“You must have chaos within you to give birth to a dancing star.”
(Friedrich Nietzsche. Thus Spoke Zarathustra, 1885)
Human existence is based on a fragile balance between the events of the external world and the inner resonances; a kind of reality that we are immersed on it and provokes our unconscious; our emotions, thoughts and visions that shape our memories and experiences are born from it. This liminal space between objectivity and projection, accessible to instinct but impenetrable to a rational approach has always fascinated generations of artists; like sensitive seismographs that record the complexities of cultural world, even before it is analyzed from a histographical and sociological point of view by the official culture. The variegated expressive vocabulary of the visual arts allows us to bring to light and immediately communicate perceptions, doubts, anxieties and premonitions of our times even when their embryonic state refuses to coagulate into words, theories and coherent thoughts. This is why art is an osmotic and magmatic language in which the suggestions of reality interpenetrate with the most intimate sphere of the human being to return floating in universally perceivable and freely introjectable forms.
The incessant exchange between reality and its inner assimilation is at the center of Farahnaz Oliyaie’s work (1965, Semnan), an Iranian painter who in just three years of activity has reached an extraordinary expressive maturity. Stylistically similar to the most interesting results of historical Expressionism, she proposes four-visions in which the deformation, the simplification of forms and the use of pure colors spread with violence to create a powerful synthesis between the chaotic visual emergencies of the world and their inner decantation. Her paintings are spaces of freedom open to the swarming succession of situations in life in which figurative fragments coexist without contradictions with abstract painting passages to exalt, exasperating it, the emotional side of reality with respect to that objectively perceived. The apparent dystopia of her images is only the first step of an inner reconstruction of small and large events that took place before her eyes or perhaps only in her imagination. We no longer refer to the eye, to perception, to the way we see external reality, but instead we pay attention to introspection, to the way in which individual sensibility captures the world. The brush takes on and follows the natural fluidity of a thought that is still uncertain as to which direction to take, of a state of mind that is not yet fully manifest, of an unexpressed fear.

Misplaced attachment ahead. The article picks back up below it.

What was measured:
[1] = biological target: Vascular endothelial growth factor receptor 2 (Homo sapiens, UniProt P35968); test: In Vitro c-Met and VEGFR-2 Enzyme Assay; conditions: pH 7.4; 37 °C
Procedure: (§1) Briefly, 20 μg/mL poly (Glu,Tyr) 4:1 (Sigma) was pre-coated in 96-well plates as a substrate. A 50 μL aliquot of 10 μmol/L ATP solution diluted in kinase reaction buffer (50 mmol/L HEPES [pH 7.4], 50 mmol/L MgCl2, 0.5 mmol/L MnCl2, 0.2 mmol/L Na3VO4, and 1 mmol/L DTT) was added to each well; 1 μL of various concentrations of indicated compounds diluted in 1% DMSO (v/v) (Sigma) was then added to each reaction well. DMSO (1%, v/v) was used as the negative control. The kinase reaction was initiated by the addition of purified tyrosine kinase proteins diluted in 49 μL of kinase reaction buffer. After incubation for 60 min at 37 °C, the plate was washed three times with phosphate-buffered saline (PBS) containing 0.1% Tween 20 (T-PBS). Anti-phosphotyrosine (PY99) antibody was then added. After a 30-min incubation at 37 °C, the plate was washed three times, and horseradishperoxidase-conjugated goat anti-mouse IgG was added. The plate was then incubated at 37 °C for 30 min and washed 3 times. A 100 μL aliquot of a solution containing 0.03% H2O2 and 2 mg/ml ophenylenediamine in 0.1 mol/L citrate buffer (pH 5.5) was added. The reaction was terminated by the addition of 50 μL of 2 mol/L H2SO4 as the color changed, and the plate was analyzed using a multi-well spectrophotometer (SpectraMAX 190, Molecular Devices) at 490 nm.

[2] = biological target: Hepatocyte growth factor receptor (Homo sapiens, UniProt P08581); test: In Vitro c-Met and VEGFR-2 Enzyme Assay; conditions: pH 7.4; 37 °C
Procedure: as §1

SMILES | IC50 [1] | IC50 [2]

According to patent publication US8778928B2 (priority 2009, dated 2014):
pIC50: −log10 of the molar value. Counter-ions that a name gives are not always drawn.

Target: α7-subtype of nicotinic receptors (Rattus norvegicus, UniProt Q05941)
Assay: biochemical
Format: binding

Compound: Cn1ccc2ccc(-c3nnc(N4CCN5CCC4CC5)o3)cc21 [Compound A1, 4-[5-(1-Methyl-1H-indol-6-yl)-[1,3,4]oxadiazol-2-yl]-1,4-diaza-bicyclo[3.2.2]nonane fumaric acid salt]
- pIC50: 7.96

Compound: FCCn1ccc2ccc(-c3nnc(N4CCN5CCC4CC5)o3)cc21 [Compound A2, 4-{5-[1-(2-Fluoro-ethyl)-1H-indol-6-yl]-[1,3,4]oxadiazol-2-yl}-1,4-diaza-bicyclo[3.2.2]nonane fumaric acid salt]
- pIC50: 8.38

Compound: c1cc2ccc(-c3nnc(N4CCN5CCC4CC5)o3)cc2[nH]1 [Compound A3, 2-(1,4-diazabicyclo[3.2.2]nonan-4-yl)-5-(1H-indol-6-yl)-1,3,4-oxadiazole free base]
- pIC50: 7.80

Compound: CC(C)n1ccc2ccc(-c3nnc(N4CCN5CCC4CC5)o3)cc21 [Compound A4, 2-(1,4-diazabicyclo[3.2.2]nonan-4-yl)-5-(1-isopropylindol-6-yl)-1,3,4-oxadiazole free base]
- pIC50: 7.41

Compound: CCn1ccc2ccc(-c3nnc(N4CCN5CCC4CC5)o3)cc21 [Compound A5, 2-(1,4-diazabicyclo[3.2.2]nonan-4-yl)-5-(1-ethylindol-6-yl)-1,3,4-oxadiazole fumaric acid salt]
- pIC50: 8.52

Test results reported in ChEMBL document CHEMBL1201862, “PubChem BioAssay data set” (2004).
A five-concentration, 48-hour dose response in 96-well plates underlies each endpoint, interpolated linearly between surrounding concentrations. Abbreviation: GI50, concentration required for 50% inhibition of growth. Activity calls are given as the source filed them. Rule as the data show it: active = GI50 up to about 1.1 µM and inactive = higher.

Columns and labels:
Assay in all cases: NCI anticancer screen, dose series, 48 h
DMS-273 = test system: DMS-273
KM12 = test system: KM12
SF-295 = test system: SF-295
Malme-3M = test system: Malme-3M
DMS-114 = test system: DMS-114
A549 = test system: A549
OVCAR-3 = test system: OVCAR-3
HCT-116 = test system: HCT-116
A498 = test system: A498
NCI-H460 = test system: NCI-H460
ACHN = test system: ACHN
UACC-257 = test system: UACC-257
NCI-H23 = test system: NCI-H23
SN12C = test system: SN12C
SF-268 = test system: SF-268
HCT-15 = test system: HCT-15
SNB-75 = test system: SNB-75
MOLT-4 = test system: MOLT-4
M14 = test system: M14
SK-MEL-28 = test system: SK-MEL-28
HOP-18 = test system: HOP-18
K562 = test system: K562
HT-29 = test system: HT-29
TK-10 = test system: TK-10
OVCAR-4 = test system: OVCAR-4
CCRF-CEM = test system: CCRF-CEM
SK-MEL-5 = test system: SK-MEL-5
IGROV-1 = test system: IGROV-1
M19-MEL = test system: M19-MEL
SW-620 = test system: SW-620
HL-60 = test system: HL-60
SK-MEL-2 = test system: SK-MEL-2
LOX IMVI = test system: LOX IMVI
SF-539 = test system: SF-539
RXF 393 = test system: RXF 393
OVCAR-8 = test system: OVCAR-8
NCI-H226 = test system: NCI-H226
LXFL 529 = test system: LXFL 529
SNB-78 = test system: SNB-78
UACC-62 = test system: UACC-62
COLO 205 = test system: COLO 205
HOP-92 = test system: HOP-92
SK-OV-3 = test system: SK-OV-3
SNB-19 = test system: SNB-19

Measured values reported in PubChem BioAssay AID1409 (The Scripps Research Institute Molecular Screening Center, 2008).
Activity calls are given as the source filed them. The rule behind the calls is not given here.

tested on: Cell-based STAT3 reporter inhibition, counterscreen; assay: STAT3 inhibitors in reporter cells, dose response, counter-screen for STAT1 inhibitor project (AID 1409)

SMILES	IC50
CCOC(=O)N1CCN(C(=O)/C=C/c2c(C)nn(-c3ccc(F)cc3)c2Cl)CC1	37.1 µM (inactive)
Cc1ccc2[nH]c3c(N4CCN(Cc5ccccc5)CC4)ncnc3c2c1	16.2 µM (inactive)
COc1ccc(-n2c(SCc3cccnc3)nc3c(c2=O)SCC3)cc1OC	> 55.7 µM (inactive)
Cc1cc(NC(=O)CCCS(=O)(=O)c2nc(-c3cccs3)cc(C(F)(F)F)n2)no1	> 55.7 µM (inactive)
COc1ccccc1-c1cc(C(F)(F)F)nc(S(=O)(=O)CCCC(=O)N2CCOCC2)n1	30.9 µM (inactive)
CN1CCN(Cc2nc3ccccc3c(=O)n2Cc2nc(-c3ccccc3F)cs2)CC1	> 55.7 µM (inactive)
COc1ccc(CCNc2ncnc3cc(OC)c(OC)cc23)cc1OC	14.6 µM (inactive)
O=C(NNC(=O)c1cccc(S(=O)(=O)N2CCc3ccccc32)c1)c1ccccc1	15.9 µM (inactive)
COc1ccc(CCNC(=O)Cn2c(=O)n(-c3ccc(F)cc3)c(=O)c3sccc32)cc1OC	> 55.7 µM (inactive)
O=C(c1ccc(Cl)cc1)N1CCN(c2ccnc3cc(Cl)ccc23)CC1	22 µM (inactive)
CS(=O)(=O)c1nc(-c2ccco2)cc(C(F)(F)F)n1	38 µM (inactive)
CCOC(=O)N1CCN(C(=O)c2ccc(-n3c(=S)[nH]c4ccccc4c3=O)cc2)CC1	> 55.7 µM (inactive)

The most recurrent subjects of Farahnaz Oliyaie’s paintings are street scenes or inner city scenes in which stylized and elongated human figures share the space with objects (and sometimes animals) without respecting any hierarchical order or precise division of roles (role-sharing). There is no distinction between figure and background and all space is significant. The signs juxtapose or intertwine with each other without problems of perceptive ambiguity and the sense of the whole is given by the energy, the color combinations, the dimensions, the connections, the empty spaces. The world represented by the artist is in constant transformation, it is a mental environment full of emotions, energy, warmth and life in which references to contemporary society, popular art, primitive cultures and musical expression are mixed without ever degenerating into chaos.